Seasoned investors realize blue-chip stocks could help achieve financial independence in retirement. A blue-chip business is a well-established company that typically has a long and robust earnings history, tangible assets, stable dividends, and proactive management. Share prices of blue-chips also tend to recover quite quickly from market declines. All these characteristics make them strong choices for retirement portfolios. Today’s article, therefore, discusses seven blue-chip retirement stocks that may be perfect for those golden years.
Members of the Dow Jones Industrial Average (DJIA) are accepted as blue-chip stocks. Over the past year, the DJIA has returned over 14%. In addition, the annual average dividend yield of the index stands around 2%.
Many investors in their later years consider living off the cash flow generated by dividend payments in their portfolio holdings without even tapping into their capital. Therefore, these fiscally-stable blue chip retirement stocks could be appropriate for such passive-income seekers.
S&P Global (NYSE:SPGI) suggests, “Since 1926, dividends have contributed to approximately one-third of total return while capital appreciations have contributed two-thirds. Therefore, both sustainable dividend income and capital appreciation potential are important to total return expectations.”
Blue-chip stocks also help investors in portfolio diversification. The U.S. Securities and Exchange Commission (SEC) suggests, “By picking the right group of investments, you may be able to limit your losses and reduce the fluctuations of investment returns without sacrificing too much potential gain.”
With that information, here’re seven options you may want to check for investing in blue chip retirement stocks in 2021.
- CVS Health (NYSE:CVS)
- Health Care Select Sector SPDR Fund (NYSEARCA:XLV)
- International Business Machines (NYSE:IBM)
- International Paper (NYSE:IP)
- Invesco Dow Jones Industrial Average Dividend ETF (NYSEARCA:DJD)
- iShares U.S. Consumer Goods ETF (NYSE:IYK)
- Procter & Gamble (NYSE:PG)
Retirement Stocks: CVS Health (CVS)
52-week range: $52.04 – $77.23
Dividend yield: 2.90 %
Rhode Island-based healthcare CVS Health needs little introduction. It has over 10,000 retail pharmacy locations in close proximity to 80% of the U.S. population. The company is also the largest pharmacy benefit manager stateside.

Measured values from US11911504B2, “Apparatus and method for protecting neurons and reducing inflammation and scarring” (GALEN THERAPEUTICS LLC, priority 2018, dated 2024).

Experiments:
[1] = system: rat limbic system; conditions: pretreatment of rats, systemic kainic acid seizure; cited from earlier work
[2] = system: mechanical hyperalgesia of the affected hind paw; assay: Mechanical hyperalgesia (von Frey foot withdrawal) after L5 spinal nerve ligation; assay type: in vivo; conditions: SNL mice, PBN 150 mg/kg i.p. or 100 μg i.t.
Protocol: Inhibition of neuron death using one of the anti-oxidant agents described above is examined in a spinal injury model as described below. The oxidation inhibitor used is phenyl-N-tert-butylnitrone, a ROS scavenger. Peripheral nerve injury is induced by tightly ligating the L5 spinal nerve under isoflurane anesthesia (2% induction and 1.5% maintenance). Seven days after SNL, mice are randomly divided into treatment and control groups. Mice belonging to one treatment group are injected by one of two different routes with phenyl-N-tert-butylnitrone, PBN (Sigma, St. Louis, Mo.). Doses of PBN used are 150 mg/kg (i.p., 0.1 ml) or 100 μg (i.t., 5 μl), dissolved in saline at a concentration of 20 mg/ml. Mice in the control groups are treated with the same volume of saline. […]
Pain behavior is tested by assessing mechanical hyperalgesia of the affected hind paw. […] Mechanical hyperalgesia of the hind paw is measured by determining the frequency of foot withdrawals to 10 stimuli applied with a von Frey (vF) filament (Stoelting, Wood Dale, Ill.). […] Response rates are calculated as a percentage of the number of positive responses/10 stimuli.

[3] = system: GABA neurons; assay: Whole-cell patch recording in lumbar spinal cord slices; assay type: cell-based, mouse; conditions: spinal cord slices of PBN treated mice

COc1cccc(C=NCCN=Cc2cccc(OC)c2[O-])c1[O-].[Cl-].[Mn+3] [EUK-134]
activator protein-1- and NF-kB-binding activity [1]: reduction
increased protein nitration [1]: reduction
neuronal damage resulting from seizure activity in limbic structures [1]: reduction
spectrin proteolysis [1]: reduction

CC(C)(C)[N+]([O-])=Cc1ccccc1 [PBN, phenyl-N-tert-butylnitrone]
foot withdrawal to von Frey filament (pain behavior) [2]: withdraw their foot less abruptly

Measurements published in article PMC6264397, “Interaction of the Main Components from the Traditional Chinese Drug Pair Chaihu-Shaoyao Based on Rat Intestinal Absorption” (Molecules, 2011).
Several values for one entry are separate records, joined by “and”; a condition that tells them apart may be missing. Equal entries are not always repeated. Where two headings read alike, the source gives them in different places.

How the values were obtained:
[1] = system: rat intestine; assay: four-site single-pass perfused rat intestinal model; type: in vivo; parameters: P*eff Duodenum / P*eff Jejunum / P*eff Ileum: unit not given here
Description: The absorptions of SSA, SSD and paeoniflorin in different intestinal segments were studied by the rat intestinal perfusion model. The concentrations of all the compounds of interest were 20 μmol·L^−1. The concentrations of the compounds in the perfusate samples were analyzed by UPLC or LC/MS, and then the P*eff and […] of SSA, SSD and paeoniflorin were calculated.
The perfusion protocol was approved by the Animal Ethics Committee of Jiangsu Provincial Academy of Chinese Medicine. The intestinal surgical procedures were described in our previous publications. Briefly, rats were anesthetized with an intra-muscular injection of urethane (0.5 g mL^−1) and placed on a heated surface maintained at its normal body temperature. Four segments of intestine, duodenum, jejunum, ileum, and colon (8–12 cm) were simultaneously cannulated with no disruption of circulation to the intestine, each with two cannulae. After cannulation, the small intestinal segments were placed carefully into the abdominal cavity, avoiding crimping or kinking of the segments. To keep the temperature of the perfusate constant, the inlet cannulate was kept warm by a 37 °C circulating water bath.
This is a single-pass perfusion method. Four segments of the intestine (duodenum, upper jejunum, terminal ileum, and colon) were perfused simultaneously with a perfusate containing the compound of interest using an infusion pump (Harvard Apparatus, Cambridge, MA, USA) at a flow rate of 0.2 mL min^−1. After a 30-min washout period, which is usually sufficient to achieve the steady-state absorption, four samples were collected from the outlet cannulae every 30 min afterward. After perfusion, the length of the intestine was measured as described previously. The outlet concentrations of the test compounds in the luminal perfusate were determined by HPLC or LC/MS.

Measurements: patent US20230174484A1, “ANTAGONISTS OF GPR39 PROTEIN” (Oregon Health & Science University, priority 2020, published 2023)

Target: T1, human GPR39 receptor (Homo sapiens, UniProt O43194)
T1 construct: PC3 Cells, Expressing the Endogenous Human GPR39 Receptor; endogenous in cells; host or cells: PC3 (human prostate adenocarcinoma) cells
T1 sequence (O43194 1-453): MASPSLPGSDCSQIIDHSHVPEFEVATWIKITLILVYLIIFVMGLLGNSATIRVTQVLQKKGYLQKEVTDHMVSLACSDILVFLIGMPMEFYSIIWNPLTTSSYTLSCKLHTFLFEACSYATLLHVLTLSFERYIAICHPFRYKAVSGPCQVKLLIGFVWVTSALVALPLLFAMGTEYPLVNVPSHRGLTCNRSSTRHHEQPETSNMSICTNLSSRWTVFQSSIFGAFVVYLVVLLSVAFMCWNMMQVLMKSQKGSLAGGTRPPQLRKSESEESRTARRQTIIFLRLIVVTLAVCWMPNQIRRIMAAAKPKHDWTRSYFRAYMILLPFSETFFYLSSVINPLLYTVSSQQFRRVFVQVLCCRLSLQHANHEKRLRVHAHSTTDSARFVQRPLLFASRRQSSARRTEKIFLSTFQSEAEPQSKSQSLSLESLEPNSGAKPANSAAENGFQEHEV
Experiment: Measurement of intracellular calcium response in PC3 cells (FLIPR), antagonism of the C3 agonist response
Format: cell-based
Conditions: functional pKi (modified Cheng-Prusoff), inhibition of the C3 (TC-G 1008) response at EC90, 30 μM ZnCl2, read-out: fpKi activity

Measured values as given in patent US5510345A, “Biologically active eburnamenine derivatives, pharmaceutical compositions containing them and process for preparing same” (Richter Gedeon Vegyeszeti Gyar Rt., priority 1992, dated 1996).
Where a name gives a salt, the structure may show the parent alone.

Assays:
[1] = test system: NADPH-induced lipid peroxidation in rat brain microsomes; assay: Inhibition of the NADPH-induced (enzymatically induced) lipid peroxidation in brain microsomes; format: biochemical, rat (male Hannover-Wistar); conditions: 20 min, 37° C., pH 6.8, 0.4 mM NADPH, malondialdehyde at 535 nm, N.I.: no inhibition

CVS Health reported Q4 and full year results on Feb. 16. Total revenue was $69.6 billion, a 4% YoY increase. GAAP net income decreased 44.1% to $975 million. This decline was mainly due to lower operating income because of the pandemic as well as a loss on early extinguishment of debt of $674 million during the quarter. Adjusted diluted earnings per share was $1.30, compared to $1.73 in the prior year quarter.
On the other hand, net income increased 8.5% for the year ended Dec. 31, 2020. CEO Karen Lynch stated:
We utilized the full depth and breadth of our capabilities and our presence in local communities across the country to play a leadership role in COVID-19 testing and vaccine administration. Our ability to deliver 2020 full year results above expectations is a testament to the strength of our strategy and the flexibility of our diversified health services model.
The group is increasingly playing a key role in vaccine distribution. As a result, foot traffic is likely to increase in those locations, helping boost revenues in the long-run. Passive-income seekers could consider buying shares of this retirement stock.
Health Care Select Sector SPDR Fund (XLV)
52-Week Range: $73.54 – $118.99
Dividend Yield: 1.5%
Expense Ratio: 0.12% per year
Over the past year, health became one of the most important parts of our lives. Therefore, our next choice in this list of retirement stocks is an exchange-traded fund (ETF). The Health Care Select Sector SPDR Fund focuses on biopharma and life sciences firms. Other business in the fund include providers of healthcare equipment and supplies. Since its inception in December 1998, funds under management have grown close to $25 billion.
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